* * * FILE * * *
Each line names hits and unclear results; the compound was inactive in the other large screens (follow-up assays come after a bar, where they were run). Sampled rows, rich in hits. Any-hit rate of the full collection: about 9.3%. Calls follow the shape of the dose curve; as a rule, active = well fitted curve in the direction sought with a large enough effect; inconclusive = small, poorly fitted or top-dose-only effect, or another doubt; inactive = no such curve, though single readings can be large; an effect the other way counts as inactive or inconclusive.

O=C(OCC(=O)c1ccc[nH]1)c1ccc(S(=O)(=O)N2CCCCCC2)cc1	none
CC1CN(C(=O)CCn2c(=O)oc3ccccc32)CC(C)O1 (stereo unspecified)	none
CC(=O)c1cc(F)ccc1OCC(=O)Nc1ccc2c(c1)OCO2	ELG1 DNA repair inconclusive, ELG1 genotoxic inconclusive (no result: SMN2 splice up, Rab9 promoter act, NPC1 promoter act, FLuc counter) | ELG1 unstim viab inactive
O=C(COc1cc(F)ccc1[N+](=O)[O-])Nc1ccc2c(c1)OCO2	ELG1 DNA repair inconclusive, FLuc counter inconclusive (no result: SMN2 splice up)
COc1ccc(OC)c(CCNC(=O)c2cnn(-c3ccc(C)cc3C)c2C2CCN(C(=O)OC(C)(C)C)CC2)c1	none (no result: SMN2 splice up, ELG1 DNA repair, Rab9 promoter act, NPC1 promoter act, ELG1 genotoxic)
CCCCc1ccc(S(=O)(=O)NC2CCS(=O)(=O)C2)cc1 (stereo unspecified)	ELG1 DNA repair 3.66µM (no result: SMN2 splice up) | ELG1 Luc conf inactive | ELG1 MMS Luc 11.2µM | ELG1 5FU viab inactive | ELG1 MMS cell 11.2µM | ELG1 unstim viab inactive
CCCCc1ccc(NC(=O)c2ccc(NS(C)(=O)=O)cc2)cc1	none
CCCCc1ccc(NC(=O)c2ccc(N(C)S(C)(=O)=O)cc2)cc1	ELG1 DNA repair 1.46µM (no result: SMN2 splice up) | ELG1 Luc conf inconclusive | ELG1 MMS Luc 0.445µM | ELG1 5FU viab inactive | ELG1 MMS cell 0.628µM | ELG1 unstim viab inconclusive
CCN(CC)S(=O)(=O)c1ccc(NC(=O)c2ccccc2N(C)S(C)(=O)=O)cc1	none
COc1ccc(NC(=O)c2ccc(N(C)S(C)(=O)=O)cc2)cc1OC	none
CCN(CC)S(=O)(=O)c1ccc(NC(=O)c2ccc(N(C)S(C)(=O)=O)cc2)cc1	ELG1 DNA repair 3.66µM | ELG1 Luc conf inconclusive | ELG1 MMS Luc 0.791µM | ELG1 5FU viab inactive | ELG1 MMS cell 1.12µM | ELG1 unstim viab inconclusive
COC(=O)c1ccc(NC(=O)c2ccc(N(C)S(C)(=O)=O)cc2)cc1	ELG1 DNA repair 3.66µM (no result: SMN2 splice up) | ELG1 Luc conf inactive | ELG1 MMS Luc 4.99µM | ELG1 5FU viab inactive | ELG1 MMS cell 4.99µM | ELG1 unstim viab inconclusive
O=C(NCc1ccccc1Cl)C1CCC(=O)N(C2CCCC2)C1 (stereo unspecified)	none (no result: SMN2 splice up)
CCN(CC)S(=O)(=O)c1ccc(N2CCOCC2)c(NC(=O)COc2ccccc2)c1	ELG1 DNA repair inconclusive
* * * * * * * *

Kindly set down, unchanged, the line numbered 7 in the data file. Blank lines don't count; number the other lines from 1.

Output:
CCCCc1ccc(S(=O)(=O)NC2CCS(=O)(=O)C2)cc1 (stereo unspecified)	ELG1 DNA repair 3.66µM (no result: SMN2 splice up) | ELG1 Luc conf inactive | ELG1 MMS Luc 11.2µM | ELG1 5FU viab inactive | ELG1 MMS cell 11.2µM | ELG1 unstim viab inactive